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Quotes by Sharon Salzberg

  1. “Life is like an ever-shifting kaleidoscope – a slight change, and all patterns alter.”
  2. “Any ordinary favor we do for someone or any compassionate reaching out may seem to be going nowhere at first, but may be planting a seed we can’t see right now. Sometimes we need to just do the best we can and then trust in an unfolding we can’t design or ordain.”
  3. “By prizing heartfulness above faultlessness, we may reap more from our effort because we’re more likely to be changed by it.”
  4. “Each decision we make, each action we take, is born out of an intention.”
  5. “As I go through all kinds of feelings and experiences in my journey through life — delight, surprise, chagrin, dismay — I hold this question as a guiding light: “What do I really need right now to be happy?” What I come to over and over again is that only qualities as vast and deep as love, connection and kindness will really make me happy in any sort of enduring way.”
  6. “If we fall, we don’t need self-recrimination or blame or anger – we need a reawakening of our intention and a willingness to recommit, to be whole-hearted once again.”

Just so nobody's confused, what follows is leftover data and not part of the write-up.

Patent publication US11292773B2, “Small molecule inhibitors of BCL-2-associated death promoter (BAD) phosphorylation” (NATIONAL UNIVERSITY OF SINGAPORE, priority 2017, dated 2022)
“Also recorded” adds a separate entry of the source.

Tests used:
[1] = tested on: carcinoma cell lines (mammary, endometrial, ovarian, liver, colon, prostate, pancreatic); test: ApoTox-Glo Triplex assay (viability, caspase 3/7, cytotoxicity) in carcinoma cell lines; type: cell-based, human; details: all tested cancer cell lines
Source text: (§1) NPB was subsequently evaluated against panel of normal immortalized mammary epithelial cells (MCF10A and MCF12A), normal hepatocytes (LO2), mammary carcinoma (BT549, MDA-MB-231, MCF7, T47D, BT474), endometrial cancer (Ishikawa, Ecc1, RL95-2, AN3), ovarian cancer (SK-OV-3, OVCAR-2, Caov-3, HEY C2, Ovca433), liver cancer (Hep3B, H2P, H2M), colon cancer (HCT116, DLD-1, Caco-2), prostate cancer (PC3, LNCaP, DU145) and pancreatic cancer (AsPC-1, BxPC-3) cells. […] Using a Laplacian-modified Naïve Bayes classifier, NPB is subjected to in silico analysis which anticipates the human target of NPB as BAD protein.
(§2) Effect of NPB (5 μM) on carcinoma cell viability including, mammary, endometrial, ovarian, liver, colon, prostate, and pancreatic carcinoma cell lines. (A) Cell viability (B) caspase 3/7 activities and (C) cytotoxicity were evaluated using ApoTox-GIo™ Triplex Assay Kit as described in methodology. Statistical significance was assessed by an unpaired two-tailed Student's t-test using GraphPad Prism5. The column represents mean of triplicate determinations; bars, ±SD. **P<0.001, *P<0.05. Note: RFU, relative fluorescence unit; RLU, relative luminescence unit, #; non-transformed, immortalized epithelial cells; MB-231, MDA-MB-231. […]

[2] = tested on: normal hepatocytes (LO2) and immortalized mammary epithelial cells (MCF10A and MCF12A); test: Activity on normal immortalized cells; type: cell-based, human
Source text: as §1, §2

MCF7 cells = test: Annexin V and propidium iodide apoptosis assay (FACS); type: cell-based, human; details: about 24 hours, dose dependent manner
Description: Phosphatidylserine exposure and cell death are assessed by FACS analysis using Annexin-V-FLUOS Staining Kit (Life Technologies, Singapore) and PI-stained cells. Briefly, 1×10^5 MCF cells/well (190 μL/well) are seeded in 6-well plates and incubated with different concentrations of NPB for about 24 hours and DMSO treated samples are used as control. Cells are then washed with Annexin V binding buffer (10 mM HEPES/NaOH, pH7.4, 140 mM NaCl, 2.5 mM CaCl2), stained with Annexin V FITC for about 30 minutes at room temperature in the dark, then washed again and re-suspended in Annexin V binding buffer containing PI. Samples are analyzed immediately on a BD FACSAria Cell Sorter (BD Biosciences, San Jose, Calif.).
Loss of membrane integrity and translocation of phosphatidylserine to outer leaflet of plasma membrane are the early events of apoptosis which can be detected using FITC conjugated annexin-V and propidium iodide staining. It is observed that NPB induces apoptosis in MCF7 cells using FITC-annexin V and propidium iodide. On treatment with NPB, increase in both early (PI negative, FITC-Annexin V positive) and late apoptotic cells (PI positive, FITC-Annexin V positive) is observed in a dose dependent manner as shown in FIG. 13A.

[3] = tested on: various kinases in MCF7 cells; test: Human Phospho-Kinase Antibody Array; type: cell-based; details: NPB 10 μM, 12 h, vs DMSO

7. “Often we can achieve an even better result when we stumble yet are willing to start over, when we don’t give up after a mistake, when something doesn’t come easily but we throw ourselves into trying, when we’re not afraid to appear less than perfectly polished.”
  8. “We learn and grow and are transformed not so much by what we do but by why and how we do it.”
  9. “We can travel a long way and do many things, but our deepest happiness is not born from accumulating new experiences. it is born from letting go of what is unnecessary, and knowing ourselves to be always at home.”
  10. “We practice generosity with others and with ourselves, over and over again, and the power of it begins to grow until it becomes almost like a waterfall, a flow. We practice kindness with others and ourselves, over and over again, and this is who we become, this is what feels most natural.”